This week’s “Saturday Night Live” episode returned its focus to the impeachment inquiry and again explored the relationships between President Donald Trump and his alleged accomplices.

In the “SNL” opener, Alec Baldwin reprises his role as President Donald Trump, who’s met by reporters on the White House lawn as a helicopter roars behind him.

Baldwin’s Trump refuses to answer questions from the awaiting reporters and only says that Ambassador to the European Union Gordon Sondland’s impeachment hearing testimony “completely exonerated” him from accusations that his dealings with Ukraine were a quid pro quo, or an exchange of one thing for another.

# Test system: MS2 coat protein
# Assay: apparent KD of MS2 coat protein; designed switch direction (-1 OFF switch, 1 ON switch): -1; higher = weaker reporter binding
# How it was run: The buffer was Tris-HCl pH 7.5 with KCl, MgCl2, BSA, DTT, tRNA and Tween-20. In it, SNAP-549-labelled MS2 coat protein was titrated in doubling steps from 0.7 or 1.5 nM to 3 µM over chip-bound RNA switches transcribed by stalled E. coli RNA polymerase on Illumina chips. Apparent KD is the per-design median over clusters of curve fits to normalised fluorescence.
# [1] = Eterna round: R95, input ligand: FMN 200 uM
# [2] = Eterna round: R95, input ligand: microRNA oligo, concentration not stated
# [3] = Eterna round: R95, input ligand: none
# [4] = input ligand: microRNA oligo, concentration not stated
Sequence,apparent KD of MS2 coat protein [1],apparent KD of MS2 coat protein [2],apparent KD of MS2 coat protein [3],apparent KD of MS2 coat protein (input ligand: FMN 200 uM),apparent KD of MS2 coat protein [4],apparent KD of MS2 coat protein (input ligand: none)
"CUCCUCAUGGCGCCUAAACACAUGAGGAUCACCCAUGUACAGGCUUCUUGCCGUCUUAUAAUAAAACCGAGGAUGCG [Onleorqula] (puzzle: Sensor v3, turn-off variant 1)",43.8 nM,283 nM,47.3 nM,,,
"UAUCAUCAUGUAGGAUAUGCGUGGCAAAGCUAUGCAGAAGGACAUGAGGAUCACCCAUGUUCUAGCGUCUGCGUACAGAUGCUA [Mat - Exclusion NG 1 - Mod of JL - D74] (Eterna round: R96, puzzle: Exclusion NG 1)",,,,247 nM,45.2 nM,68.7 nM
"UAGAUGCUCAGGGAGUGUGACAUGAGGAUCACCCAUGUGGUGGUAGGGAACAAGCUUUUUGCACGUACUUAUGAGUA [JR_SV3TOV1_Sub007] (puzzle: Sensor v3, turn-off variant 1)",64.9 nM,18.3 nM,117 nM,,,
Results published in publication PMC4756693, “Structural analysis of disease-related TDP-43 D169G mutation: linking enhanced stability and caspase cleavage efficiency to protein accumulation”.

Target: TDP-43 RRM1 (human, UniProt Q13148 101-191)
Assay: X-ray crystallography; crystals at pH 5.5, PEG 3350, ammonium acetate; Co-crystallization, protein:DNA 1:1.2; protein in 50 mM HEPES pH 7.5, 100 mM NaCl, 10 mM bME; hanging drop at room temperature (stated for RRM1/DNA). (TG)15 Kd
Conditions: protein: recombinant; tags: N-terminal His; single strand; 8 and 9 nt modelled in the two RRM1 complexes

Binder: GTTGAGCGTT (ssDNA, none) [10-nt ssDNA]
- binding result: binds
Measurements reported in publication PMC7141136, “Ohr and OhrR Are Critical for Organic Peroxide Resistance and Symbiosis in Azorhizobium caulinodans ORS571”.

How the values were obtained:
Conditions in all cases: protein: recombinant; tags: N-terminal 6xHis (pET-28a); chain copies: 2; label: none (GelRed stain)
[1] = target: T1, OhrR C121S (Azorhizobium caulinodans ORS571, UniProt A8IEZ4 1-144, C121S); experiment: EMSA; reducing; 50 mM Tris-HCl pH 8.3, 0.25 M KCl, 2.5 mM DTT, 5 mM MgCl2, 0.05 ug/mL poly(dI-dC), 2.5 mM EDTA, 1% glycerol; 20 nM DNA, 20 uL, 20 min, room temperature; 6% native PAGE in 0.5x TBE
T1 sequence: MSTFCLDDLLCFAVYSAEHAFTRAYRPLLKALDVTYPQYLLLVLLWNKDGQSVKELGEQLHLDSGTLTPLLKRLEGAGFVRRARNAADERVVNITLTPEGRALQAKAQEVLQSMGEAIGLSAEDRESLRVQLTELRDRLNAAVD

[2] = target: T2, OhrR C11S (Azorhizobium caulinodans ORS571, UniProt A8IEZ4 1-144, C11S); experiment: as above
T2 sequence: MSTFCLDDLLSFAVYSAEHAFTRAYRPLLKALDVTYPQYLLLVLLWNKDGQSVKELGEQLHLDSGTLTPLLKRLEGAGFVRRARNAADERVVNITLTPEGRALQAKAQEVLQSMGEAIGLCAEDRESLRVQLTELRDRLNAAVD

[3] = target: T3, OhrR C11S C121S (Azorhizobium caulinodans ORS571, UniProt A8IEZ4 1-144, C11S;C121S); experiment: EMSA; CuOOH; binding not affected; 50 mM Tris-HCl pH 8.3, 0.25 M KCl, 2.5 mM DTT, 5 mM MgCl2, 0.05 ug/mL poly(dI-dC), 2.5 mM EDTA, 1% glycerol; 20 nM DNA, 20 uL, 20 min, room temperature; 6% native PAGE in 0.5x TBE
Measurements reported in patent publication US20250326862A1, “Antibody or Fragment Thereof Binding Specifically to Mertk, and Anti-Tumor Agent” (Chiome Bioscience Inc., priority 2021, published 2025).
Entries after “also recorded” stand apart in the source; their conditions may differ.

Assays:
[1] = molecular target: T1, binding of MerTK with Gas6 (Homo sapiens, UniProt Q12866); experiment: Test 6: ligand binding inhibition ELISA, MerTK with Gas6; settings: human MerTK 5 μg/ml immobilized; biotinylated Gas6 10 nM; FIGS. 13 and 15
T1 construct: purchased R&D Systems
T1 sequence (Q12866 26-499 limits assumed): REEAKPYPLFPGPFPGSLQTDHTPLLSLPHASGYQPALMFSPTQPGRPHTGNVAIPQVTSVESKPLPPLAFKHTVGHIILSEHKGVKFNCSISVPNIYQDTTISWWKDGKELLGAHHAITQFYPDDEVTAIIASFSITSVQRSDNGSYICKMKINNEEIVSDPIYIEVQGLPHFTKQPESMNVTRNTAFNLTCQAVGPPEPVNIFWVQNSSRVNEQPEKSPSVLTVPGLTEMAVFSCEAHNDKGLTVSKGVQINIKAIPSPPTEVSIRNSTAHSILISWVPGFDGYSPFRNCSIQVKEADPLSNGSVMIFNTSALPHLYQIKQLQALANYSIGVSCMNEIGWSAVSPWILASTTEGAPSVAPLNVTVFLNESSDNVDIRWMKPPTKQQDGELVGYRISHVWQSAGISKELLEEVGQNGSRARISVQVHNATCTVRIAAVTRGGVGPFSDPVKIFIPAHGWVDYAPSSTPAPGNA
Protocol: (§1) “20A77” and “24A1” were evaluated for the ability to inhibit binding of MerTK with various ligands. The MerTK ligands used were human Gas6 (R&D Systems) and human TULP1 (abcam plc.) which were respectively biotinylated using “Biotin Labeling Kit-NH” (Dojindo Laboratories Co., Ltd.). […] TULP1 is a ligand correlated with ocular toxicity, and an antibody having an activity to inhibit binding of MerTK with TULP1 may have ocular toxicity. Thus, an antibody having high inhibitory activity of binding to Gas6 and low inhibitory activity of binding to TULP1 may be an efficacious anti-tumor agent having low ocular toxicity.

Sondland (Will Ferrell) appears next to Trump as the president dodges the press’ questions. Trump also professes not to know Sondland, although reporters (Kyle Mooney, Cecily Strong, Mikey Day and Heidi Gardner) point out that Trump appointed Sondland after the wealthy hotelier donated $1 million to Trump’s inauguration — a factually accurate observation. The real Trump also claimed on Wednesday that he didn’t “know him very well.”

Reading a statement written in large handwriting using a black marker, Baldwin’s Trump says that when Sondland asked what he wanted during a phone call, his response was, “Nothing. No quid pro quo, bro.”

Ferrell’s Sondland goes along with Trump’s distancing act and adds, “Keep the quid pro quo on the low-low.”

The real Sondland testified Wednesday that the deal, in this case, was a White House visit for new Ukrainian President Volodymyr Zelenskiy in exchange for Ukraine announcing an investigation into Burisma, a Ukrainian gas company whose board members included the son of former Vice President Joe Biden.